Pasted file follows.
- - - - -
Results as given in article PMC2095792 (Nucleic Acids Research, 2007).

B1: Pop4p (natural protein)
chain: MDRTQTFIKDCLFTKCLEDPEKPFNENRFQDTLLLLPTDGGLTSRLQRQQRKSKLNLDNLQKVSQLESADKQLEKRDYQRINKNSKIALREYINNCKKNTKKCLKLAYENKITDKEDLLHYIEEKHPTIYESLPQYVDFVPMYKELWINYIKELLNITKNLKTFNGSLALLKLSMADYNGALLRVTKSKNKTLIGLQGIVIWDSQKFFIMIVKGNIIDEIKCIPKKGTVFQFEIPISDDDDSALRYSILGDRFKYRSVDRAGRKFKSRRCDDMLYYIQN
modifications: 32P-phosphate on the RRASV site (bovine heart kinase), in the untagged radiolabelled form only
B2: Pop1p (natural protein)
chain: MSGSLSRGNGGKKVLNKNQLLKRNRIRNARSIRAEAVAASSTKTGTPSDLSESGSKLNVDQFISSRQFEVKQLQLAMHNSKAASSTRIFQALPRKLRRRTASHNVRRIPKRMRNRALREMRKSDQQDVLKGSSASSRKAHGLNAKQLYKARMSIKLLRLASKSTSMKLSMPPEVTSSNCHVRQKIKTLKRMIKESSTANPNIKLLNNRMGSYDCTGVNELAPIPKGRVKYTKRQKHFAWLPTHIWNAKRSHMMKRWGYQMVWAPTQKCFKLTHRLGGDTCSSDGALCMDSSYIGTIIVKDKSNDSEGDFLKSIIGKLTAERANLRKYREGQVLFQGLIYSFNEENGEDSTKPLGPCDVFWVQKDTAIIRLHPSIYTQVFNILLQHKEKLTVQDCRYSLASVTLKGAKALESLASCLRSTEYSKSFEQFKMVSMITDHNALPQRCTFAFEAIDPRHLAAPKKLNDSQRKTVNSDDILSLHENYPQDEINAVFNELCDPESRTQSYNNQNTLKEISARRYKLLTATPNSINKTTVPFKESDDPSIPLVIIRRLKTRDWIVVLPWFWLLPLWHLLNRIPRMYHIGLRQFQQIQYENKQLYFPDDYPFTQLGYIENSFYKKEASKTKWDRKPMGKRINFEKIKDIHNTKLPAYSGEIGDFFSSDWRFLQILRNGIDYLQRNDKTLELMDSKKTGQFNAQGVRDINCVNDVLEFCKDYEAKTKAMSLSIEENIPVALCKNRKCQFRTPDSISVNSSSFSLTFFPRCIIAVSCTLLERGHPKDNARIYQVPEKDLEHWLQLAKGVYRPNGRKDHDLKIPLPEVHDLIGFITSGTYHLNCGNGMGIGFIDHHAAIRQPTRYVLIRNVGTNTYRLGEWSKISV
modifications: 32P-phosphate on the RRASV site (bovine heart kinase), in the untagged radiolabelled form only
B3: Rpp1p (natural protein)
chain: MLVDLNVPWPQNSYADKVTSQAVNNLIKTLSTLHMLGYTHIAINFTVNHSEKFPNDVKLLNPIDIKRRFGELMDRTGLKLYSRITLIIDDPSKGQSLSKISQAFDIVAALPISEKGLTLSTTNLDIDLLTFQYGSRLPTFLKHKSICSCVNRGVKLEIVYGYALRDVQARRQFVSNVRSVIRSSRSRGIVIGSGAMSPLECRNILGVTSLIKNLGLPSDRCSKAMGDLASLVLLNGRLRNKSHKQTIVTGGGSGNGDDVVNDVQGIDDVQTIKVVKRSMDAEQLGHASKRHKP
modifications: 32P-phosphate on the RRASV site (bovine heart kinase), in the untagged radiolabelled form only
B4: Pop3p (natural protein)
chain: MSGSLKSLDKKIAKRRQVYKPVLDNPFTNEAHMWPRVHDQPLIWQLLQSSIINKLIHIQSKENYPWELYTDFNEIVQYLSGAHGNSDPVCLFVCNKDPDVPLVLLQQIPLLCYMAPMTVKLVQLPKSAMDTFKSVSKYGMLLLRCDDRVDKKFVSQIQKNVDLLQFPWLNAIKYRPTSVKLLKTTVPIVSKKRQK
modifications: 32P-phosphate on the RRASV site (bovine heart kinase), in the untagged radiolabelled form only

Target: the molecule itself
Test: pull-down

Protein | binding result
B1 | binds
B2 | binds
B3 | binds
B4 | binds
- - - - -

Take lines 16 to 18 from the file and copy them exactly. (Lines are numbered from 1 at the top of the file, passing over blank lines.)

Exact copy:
Protein | binding result
B1 | binds
B2 | binds